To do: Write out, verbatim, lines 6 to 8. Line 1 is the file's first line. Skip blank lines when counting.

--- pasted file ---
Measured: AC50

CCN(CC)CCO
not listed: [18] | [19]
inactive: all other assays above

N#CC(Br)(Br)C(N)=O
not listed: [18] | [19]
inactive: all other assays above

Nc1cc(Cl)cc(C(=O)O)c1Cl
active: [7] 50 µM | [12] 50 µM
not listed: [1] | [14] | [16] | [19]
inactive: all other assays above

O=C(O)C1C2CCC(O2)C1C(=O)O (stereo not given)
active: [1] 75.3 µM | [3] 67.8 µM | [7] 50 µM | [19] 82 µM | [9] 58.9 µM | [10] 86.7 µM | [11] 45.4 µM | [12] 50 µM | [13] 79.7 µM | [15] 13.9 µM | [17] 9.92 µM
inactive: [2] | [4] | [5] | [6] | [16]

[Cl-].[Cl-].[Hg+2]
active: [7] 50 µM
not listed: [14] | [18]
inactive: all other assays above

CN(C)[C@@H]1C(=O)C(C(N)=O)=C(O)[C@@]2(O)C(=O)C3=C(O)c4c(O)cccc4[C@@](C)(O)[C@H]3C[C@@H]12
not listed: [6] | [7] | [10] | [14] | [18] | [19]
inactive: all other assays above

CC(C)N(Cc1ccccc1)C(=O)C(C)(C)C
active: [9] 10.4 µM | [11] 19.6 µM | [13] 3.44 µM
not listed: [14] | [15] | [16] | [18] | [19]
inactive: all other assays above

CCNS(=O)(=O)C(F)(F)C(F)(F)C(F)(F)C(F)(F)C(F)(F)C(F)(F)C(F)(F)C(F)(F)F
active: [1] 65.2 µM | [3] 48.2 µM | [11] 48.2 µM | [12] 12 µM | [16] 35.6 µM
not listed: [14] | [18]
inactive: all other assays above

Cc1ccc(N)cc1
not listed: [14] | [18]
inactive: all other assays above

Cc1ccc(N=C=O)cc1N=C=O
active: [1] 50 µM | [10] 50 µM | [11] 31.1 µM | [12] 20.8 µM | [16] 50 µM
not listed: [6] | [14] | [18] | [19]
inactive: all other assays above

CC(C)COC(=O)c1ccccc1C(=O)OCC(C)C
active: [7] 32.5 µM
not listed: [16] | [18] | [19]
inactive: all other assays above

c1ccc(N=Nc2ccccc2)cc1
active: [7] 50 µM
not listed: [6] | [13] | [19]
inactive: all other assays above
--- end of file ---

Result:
not listed: [18] | [19]
inactive: all other assays above

Nc1cc(Cl)cc(C(=O)O)c1Cl